Palladium is flanked in the periodic table by rhodium and silver. A chemist's first inclination, at least for transition metal elements, is to assume that a mixture of adjacent metals will give an alloy with an average property that approximates that of the middle element. The fundamental problem with rhodium and silver is that their liquids are immiscible, and the elements don't form solid solutions. Rhodium is insoluble in liquid silver, and the maximum solubility of silver in rhodium is about 10-15%.[10] This isn't good news when you want something like a 50-50 mixture. Although it's not clear from the press releases, what the Kyoto researchers appear to practice is a sol-gel type of process in which precursors of rhodium and silver metal were mixed, nebulized, and then reacted to form 10 nanometer particles of a rhodium-silver alloy. At this scale, the rhodium and silver atoms coexist in the same crystal lattice.[5-7]

As they say (or, at least, the older people say), "The proof of the pudding is in the eating." Although hydrogen is essentially insoluble in rhodium and silver, this nano-alloy absorbs about half the hydrogen that palladium absorbs.[8] Chemists believe in molecular orbital theory, and Kitagawa is no exception. He's quoted as saying, "The orbits of the electrons in the rhodium and silver atoms probably got jumbled up and formed the same orbits as those of palladium."[5] Since patents are pending, the Kyoto team did not reveal the ratio of rhodium to silver.[9] Unfortunately, rhodium is about three times the price of palladium, so this may just have been an academic exercise, at least for palladium. The Kyoto team is using this technique for other materials.[8]

Japanese industry is especially sensitive to raw material prices and shortages. The Japanese government has spotlighted thirty one metals that are essential to its industry. Seventeen of these are rare metals, including the rare earths, for which they are heavily dependent on China. [11]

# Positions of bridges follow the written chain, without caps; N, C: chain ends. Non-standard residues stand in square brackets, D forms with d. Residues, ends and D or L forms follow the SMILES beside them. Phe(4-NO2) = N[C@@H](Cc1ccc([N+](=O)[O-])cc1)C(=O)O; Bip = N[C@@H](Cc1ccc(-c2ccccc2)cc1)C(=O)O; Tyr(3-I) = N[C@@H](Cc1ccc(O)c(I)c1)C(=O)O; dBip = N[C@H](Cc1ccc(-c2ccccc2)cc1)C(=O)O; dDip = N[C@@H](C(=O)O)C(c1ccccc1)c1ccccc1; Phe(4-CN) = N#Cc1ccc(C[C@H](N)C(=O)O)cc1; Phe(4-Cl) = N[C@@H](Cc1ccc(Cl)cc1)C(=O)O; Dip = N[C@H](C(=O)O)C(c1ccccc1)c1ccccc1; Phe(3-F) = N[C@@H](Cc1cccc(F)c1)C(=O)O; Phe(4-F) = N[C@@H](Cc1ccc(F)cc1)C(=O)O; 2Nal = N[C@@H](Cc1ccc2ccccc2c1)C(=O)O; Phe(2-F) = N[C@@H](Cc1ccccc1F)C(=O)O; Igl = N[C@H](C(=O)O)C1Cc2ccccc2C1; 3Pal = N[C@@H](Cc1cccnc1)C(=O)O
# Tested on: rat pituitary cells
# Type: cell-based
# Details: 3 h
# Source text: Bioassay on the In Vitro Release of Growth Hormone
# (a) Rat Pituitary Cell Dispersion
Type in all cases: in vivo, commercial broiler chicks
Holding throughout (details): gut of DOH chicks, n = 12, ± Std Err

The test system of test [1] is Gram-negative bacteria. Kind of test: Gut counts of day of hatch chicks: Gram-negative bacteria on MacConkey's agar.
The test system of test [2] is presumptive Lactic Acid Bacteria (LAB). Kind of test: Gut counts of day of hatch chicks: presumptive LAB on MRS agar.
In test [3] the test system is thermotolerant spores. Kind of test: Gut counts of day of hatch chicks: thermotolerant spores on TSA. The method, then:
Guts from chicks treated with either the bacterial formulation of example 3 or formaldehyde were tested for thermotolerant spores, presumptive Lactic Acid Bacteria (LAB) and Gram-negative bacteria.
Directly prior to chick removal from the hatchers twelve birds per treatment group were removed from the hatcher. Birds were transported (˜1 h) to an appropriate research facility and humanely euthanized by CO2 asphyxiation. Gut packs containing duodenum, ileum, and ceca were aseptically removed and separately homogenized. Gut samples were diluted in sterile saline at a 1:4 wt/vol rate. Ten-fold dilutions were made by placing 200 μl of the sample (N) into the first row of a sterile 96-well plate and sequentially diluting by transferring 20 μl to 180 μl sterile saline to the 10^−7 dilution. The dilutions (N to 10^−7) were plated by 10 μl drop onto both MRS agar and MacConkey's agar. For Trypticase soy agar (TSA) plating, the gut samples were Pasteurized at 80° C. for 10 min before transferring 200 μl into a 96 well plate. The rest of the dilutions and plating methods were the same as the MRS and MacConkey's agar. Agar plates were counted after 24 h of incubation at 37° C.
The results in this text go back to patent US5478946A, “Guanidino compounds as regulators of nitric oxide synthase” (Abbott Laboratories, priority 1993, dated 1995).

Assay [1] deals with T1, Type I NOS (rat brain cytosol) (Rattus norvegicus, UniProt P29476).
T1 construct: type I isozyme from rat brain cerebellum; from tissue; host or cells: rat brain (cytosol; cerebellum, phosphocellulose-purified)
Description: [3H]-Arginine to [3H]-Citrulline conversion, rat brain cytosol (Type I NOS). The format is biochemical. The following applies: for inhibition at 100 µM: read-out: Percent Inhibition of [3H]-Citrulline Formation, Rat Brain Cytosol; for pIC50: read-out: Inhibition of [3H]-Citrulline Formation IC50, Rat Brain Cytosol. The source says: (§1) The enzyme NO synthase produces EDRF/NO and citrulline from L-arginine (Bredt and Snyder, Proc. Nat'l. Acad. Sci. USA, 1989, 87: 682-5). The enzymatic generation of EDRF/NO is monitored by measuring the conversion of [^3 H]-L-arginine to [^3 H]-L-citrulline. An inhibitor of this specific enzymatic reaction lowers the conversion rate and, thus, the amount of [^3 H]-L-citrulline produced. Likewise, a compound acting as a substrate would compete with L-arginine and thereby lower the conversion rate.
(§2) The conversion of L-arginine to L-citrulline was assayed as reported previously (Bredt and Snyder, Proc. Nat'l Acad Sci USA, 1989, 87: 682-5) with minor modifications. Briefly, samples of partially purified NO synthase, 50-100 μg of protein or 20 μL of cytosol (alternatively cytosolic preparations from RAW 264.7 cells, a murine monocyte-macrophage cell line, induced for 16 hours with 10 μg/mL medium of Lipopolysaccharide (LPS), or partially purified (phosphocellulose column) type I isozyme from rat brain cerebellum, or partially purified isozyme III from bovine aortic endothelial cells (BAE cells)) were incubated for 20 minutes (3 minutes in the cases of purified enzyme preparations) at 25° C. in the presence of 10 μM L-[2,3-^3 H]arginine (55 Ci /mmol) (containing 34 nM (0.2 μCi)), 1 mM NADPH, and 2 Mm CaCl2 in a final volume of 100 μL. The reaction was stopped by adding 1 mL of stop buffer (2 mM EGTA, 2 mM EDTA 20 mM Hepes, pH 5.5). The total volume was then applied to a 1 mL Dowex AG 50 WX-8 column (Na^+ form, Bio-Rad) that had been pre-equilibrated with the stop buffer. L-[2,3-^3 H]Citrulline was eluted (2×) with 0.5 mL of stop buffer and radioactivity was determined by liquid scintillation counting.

1. This Blog, "Rare Earth Shortage," June 21, 2010).
  2. Jenara Nerenberg, "Rare Earth Race: A Japanese Scientist Produces an Artificial Alternative," FastCompany, January 3, 2011.
  3. Julian Ryall, "Japan creates synthetic version of rare earth metal palladium," Telegraph (UK), January 3, 2010.
  4. Henry E. Hilliard, "Metal Prices in the United States through 1998 - Platinum-Group Metals," U.S. Department of the Interior, U.S. Geological Survey, 2002.
  5. "Japan creates 1st artificial rare metal," The Yomiuri Shimbun, December 31, 2010.
  6. "Japan creates first artificial rare metal," Straits Times, January 2, 2011.
  7. "Japan nano-tech team creates palladium-like alloy," Physorg.com, December 30, 2010.
  8. Dorothy Kosich, "Japanese scientists develop 1st artificial rare metal-palladium-type alloy," Mine Web, January 3, 2011.
  9. James Mulroy, "New Alloy Could Make Components Less Expensive," PC World, January 3, 2011.
  10. I. Karakaya and W. T. Thompson, "The Ag−Rh (Silver-Rhodium) system," Journal of Phase Equilibria, vol. 7, no. 4 (1986), pp. 362-365
  11. "Japan Scientists Create Palladium-like Alloy," Redorbit.com, January 1, 2011.

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Linked Keywords: Rare earth elements; People's Republic of China; permanent magnet; catalyst; phosphor; France; Japan; politics; territorial waters; Senkaku Islands; Okinawa; metallurgist; chromium; South Africa; environmental protection; palladium; platinum group metals; platinum; iridium; rhodium; ruthenium; osmium; catalytic converter; cold fusion; cathode; electrochemical cell; electrolysis; heavy water; hydrogen; deuterium; physicist; fuel cell; silver; troy ounce; gold; United States Geological Survey; Hiroshi Kitagawa; Kyoto University; nanotechnology; transition metal element; alloy; immiscible; solid solution; solubility; insoluble; sol-gel; precursor; molecular orbital theory.